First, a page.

In 2018, Egg Farmers of Alberta introduced Feather Cover Monitoring as a new flock management tool in the on farm program record keeping book. Feather cover is important for many reasons: it is linked to the overall perception of bird welfare, it can impact a bird’s feed consumption, temperature regulation, and their ability to protect themselves from injury. By monitoring feather cover in your flock, you can identify changes or issues early, which can aide you in understanding possible causes of the problem and in turn, potential solutions. Monitoring over time will also help you better understand the impacts of any measures you take to manage feather cover issues in your flocks.
We connected with two of our farmers that have used the Feather Cover monitoring records this year and asked them to share some of what they learned from their monitoring.
One farmer, producing eggs in a conventional cage system monitored and recorded his birds feather cover score early this year. When he started writing down the numbers, he became concerned by what he was seeing and decided to look into the issue more closely. He spent time observing his hens in the barn and didn’t see any signs of aggressive feather pecking in his flock at all, which was a relief. What he did notice was the feather loss his birds were experiencing was due to repeated contact with the cage walls and on feed trough. In monitoring his flocks for feather cover he learned a lot about his flock and his housing system. He told us that what he learned will impact his decisions about equipment design when it comes time to replace his current conventional cages.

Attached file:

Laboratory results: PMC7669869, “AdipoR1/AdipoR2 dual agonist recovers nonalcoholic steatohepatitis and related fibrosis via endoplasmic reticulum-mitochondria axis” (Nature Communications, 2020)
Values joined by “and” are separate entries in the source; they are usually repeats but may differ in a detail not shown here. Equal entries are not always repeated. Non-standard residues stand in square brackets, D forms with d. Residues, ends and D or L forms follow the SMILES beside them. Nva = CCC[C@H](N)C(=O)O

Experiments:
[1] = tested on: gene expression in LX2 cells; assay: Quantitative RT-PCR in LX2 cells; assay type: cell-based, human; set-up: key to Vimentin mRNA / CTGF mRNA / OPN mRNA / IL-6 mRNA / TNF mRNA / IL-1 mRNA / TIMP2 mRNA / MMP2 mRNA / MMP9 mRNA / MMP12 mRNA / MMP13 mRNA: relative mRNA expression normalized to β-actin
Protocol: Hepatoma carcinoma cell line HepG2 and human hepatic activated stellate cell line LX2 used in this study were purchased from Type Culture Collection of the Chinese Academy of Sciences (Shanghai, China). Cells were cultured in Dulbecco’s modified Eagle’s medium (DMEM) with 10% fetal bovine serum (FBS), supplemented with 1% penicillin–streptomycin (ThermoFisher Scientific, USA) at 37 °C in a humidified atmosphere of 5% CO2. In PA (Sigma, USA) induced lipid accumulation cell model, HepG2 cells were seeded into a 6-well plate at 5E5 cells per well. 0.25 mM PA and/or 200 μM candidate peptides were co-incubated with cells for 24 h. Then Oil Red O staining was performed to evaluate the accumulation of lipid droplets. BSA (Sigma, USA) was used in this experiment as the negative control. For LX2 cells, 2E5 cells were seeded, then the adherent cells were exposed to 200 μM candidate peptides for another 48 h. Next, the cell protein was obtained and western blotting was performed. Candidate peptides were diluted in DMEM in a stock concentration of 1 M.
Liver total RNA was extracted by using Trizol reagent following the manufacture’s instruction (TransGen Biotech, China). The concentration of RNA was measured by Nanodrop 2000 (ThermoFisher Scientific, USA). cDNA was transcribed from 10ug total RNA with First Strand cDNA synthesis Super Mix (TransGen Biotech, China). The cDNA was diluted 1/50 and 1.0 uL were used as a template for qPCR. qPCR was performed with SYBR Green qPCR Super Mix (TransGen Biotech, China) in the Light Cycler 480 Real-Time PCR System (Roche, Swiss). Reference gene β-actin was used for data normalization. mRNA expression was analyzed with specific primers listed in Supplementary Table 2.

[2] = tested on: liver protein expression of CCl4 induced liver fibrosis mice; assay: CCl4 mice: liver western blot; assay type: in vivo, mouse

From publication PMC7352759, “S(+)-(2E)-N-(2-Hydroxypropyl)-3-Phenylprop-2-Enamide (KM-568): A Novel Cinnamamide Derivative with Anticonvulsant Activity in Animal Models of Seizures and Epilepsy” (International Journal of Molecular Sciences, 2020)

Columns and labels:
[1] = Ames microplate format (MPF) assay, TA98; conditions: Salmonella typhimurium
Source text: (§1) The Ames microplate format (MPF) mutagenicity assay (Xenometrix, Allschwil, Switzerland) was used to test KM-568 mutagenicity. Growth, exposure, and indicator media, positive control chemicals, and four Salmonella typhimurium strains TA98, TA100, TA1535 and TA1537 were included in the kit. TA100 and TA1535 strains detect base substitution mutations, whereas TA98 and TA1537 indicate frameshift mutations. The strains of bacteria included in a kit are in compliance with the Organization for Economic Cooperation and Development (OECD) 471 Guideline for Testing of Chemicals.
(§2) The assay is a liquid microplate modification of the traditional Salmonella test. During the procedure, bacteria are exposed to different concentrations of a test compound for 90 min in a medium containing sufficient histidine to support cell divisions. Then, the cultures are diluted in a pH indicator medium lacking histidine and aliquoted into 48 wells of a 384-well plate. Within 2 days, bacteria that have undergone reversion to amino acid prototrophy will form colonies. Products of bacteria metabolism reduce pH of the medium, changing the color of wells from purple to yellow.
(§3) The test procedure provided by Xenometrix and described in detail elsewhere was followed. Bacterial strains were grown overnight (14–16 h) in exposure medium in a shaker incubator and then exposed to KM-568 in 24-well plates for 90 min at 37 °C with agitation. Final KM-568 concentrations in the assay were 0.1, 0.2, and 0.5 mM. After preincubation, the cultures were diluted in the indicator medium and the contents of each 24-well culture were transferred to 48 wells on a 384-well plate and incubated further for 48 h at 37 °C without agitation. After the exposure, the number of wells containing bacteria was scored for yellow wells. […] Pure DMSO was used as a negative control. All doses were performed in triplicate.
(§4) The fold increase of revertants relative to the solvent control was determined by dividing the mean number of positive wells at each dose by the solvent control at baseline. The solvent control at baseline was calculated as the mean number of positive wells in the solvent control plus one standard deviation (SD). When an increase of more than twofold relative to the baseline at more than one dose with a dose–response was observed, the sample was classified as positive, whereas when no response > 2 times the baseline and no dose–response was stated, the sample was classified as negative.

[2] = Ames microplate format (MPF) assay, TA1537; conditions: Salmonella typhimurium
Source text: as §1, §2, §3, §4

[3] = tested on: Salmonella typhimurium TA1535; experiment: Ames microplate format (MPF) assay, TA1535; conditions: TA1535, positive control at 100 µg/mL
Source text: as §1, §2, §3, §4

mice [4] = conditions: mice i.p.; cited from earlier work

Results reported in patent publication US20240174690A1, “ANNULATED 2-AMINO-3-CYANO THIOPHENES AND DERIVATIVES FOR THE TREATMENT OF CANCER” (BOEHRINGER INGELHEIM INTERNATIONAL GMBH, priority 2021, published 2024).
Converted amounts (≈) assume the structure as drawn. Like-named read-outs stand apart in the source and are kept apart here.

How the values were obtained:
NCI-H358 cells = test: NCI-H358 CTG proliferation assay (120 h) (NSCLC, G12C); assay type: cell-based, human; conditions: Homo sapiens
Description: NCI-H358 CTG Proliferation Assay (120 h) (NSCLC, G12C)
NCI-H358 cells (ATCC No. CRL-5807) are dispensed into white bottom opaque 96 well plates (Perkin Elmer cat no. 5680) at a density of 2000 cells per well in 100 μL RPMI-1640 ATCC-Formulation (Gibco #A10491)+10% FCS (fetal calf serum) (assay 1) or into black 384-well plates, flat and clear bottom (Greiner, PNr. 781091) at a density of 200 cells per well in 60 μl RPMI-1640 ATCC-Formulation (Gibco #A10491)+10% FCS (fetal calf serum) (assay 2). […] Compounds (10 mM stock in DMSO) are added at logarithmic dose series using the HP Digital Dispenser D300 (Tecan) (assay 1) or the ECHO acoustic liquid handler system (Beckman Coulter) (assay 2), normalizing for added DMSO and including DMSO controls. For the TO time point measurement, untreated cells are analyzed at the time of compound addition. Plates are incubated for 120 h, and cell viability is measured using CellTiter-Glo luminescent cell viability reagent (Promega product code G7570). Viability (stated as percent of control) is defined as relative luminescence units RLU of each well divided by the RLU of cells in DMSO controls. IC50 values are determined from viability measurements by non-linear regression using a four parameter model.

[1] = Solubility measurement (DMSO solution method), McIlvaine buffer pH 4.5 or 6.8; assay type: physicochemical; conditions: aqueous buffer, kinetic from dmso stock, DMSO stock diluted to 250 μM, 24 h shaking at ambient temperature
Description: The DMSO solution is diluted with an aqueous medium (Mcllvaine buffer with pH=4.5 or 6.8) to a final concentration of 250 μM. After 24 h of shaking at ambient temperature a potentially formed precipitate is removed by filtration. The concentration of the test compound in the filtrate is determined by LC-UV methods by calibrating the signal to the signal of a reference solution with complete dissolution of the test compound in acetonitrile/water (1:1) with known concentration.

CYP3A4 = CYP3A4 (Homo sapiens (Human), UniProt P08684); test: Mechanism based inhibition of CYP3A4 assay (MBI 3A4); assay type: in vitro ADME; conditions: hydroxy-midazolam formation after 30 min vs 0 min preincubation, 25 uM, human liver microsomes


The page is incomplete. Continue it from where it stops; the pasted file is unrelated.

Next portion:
The second farmer we spoke to has actually been measuring feather cover in his flocks for a few years now. He says he’s learned a lot from the recording this information on each flock and is able to monitor the impact of changes he’s made to his management to improve feather cover. Many of the adjustments he’s made have been based on recommendations from his nutritionist that he works with on a regular basis. He tells us that overall, the feather cover scores he sees throughout the life of his flocks now is much better than what he saw when he started recording feather scores.
EFA is going to continue to make feather cover monitoring available for our farmers in your record keeping books – we hope that more and more farmers will find these records to be a helpful management tool. In 2019 we will be adding one more bird based measure to the records available for you to use and are excited to tell you more in the December issue of Eggnotes!